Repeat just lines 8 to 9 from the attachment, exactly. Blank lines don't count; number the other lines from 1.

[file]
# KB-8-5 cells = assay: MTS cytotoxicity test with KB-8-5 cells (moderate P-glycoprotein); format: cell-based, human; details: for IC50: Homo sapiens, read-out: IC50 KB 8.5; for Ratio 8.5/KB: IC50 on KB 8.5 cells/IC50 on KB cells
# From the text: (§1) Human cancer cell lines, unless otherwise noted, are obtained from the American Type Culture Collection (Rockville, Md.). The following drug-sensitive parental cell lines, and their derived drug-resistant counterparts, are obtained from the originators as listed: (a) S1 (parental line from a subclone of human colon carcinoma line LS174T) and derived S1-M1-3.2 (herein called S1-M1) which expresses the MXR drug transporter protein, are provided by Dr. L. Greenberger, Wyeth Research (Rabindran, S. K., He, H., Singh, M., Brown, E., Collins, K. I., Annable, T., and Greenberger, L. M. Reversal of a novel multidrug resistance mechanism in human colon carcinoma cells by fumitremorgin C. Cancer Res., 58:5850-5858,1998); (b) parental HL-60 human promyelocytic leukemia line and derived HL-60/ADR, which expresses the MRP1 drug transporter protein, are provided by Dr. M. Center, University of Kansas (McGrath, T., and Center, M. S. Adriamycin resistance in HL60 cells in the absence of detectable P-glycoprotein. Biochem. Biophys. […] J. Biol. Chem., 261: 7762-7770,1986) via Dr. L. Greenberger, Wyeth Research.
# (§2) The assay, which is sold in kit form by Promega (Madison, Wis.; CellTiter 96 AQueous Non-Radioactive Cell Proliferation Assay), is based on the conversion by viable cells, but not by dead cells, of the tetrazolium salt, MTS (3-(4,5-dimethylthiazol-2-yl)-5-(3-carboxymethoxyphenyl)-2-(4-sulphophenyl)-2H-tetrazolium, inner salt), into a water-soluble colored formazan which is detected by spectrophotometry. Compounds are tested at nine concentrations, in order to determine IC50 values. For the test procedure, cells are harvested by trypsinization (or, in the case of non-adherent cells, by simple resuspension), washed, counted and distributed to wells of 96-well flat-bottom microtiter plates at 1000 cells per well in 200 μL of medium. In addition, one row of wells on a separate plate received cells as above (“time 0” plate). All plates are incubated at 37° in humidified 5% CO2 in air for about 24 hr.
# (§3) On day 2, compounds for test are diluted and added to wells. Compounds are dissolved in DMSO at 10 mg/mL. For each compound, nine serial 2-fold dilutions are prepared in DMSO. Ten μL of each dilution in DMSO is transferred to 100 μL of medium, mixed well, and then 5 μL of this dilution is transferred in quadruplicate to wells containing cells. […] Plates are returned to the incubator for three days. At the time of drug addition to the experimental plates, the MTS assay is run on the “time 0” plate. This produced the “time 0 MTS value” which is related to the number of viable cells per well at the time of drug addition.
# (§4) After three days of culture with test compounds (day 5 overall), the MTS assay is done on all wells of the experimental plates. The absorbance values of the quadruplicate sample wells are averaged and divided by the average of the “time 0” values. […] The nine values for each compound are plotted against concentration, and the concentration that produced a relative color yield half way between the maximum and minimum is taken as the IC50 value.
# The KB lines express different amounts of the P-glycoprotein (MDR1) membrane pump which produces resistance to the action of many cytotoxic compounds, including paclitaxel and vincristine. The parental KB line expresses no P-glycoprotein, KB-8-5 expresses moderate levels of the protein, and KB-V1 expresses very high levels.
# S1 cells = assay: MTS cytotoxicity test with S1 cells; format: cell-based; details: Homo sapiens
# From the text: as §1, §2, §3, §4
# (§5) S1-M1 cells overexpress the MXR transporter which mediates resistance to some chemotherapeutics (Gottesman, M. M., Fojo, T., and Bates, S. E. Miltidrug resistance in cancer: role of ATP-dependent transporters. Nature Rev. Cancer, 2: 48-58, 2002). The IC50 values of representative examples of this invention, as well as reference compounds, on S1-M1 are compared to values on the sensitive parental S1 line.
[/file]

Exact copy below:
# From the text: as §1, §2, §3, §4
# (§5) S1-M1 cells overexpress the MXR transporter which mediates resistance to some chemotherapeutics (Gottesman, M. M., Fojo, T., and Bates, S. E. Miltidrug resistance in cancer: role of ATP-dependent transporters. Nature Rev. Cancer, 2: 48-58, 2002). The IC50 values of representative examples of this invention, as well as reference compounds, on S1-M1 are compared to values on the sensitive parental S1 line.